Swanson said it takes 5-to-6 years for a Blue Spruce to add two feet in height – from 6 feet to 8 feet – in Denver’s dry, high altitude climate.

And it costs the city about $330 to replace Blue Spruce which is valued at $500 to $600 by the time it reaches 8 feet tall, said Swanson.

“This is supposed to be a season of giving, but they (the thieves) are actually taking away from the park district,” said Swanson.

The thieves used a handsaw to cut down the Blue Spruce at Ash Grove Park, which is located at South Holly Street and East Mexico Avenue in southeast Denver.

It probably took them up to half an hour to cut the tree and then drag it to a car or pickup, said Swanson.

Swanson said a second tree was cut down at Lindsley Park, East 12th Avenue and Dahlia Street.

Each year around Christmas, vandals cut down 2-to-4 Blue Spruce or Conifers in Denver city parks for Christmas trees, said Swanson.

Swanson said that the trees will be replaced eventually but the city is facing a “tight budgetary climate”.

Denver anti-police demo trashes cop car

26 Oct

Cop carIn communities across North America October 22nd has become a day to commemorate victims of police repression and violence. For many communities, October 22, 2010 took on a more urgent meaning in the wake of severe police repression and violence that has plagued cities large and small. In Denver, this year’s October 22nd event saw a rise in hostility towards the cops and an increased militancy from years’ past.

Throughout 2010, police in the metro area have repeatedly made headlines with horrific acts of violence directed at community members. Ranging from allegations of sexual assault, rapes of children, murders, and beatings, news stories have painted a picture of a department that is clearly running amok and waging war on the residents of Colorado. Offending officers are rarely held accountable and department leadership deftly sweeps incidents under the rug to stave off an increasingly angry public.

One of the most violent and high profile incidents occurred in July. Denver Sheriff’s Deputies serving as guards at the new Denver Justice Center murdered 56 year old Marvin Booker, a homeless preacher being held as a prisoner at the jail. Marvin had asked for access to his shoes before he would comply with orders to return to his cell. In response, five deputies tackled him, placed him in repeated choke and pain compliance holds, tasered him, and beat him. Marvin died shortly after the attack. While the local coroner deemed the death a homicide, the DA announced in late September that no charges would be filed against any of the officers involved.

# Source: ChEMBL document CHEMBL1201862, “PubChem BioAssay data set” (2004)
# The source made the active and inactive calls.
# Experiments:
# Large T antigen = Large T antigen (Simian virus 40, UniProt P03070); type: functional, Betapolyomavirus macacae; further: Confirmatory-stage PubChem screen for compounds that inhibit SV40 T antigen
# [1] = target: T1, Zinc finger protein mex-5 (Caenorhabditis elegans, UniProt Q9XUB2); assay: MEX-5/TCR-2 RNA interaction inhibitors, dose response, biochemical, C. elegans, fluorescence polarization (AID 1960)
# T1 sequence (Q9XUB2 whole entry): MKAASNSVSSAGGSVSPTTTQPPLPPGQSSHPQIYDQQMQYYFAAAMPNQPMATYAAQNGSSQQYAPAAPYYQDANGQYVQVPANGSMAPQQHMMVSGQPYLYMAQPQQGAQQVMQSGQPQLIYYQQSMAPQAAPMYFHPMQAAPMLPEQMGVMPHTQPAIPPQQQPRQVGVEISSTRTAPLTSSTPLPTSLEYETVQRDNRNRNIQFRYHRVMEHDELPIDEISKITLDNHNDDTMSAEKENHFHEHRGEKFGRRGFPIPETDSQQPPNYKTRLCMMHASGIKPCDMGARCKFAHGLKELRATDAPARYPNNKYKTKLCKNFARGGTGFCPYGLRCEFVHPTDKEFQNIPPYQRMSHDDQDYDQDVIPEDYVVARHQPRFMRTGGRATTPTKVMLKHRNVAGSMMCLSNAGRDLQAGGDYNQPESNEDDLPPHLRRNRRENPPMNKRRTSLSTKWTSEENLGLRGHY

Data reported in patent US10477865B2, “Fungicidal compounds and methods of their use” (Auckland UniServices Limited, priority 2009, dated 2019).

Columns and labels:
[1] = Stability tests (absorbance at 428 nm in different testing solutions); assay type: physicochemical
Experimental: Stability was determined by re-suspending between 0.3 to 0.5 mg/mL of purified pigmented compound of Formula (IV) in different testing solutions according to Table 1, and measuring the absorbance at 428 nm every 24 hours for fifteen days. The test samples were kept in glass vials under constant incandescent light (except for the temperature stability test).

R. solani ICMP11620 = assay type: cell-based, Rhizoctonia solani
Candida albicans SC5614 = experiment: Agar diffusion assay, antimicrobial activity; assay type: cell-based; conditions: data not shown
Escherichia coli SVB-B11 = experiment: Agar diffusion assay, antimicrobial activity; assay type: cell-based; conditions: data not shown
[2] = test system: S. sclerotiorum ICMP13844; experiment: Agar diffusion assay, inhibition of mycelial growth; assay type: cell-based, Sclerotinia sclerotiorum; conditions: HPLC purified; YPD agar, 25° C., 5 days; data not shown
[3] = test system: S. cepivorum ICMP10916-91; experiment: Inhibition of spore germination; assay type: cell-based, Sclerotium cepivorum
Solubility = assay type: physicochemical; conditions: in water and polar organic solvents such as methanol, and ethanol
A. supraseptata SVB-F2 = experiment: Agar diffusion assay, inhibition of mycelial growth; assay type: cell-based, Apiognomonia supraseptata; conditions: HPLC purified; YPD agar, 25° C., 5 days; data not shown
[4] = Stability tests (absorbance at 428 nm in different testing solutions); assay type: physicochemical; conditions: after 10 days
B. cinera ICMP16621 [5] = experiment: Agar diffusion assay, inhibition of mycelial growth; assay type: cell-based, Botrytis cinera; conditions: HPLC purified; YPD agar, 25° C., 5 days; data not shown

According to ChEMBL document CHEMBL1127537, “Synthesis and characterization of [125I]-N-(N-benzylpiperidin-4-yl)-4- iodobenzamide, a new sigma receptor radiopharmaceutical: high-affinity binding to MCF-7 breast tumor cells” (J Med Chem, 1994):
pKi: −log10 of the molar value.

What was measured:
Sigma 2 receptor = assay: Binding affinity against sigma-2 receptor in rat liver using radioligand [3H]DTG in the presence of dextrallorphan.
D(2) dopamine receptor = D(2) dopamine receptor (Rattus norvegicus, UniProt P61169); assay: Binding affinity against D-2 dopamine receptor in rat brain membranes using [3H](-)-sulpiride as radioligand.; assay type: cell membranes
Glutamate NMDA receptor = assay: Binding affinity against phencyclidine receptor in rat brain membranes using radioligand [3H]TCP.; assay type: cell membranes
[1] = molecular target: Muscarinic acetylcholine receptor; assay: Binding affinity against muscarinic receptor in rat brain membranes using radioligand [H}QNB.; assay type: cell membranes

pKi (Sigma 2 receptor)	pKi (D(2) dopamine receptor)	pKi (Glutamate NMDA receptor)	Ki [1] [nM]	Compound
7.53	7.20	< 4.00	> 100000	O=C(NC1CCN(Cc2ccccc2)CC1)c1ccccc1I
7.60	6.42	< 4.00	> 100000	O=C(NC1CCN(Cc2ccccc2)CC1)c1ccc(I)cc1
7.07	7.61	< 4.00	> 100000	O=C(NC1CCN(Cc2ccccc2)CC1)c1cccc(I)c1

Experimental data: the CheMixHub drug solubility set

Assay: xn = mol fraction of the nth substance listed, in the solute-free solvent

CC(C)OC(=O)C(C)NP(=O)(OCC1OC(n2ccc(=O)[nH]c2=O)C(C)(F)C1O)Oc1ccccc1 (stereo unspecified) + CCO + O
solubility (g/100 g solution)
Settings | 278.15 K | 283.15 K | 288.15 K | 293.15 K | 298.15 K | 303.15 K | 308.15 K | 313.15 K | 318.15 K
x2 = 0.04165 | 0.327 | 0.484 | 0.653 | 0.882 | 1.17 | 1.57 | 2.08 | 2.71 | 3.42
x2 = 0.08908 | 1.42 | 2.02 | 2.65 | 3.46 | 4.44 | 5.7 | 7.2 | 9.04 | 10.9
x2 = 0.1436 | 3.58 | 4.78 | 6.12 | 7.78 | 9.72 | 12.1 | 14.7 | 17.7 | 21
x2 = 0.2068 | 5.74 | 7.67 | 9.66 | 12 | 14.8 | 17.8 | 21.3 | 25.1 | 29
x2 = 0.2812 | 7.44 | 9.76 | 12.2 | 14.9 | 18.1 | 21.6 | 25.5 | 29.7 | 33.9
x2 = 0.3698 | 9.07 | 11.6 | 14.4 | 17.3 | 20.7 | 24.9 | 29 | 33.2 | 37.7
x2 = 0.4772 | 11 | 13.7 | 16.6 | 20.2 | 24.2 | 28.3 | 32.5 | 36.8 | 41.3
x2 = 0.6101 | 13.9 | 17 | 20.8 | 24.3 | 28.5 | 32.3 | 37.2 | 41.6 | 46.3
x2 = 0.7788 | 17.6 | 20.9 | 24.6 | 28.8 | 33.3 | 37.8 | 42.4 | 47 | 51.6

In response, an ad hoc coalition called for a demonstration in the city in observation of O22. A cluster of diverse participants, most hearing of the march through fliers and handbills diffused around town, began to amass in Confluence Park. Folks were given access to candles, stickers with Marvin Booker’s face, and a bilingual handout to give to passerby on the route of the march. A banner was unfurled, “When police attack, we will fight back” and quickly the group, numbering at about eighty, took the street and marched towards the 16th street mall, the commercial center of downtown Denver.

The makeup of the crowd is a particularly important and revealing factor in how this march went down. Few members of the local “left” were present. About two dozen Denver based anarchists, most of whom were involved in organizing the demonstration were on hand along with several members of RAIM and Comite Defensa Del Pueblo. Otherwise, the crowd was nearly entirely made up of street youth and other homeless people. The participation of liberals, non-profit organizers, radical collective house dwellers, and even other militant revolutionaries and most of Denver’s anarchists was visibly lacking from the event. The march was almost entirely comprised of people that have direct experience with the police on a daily basis, who were motivated more by hatred at their direct social conditions than any reading of political theory.

Because of this, the mood of the march was pretty clear at the onset. Chants of “No justice, no peace, fuck the police” and “Cops, Pigs, Murderers” were loud and spirited. Previous debates that have plagued local activist circles for the last several months, about violence and nonviolence, about whether every cop is our enemy or not, were non-existent. The crowd was united by rage and a militancy that is all too rare in political actions in Denver or elsewhere.

Masked demonstrators dashed to passerby handing out fliers and slapping the stickers of Marvin on every imaginable surface, including shop windows, higher-priced cars, buses, and posts. The crowd gained more participants from the street, screaming Marvin’s name and jeering at the cops beginning to follow.

Halfway along the route, a parked police car was redecorated by the demonstrators. Stickers of Marvin were put on the windows, tires were slashed, people took keys to the paint and various projectiles were thrown at it. This was all done directly in front of an unmarked police car coming to respond to the march, a real indicator of how fearless and angry the crowd was.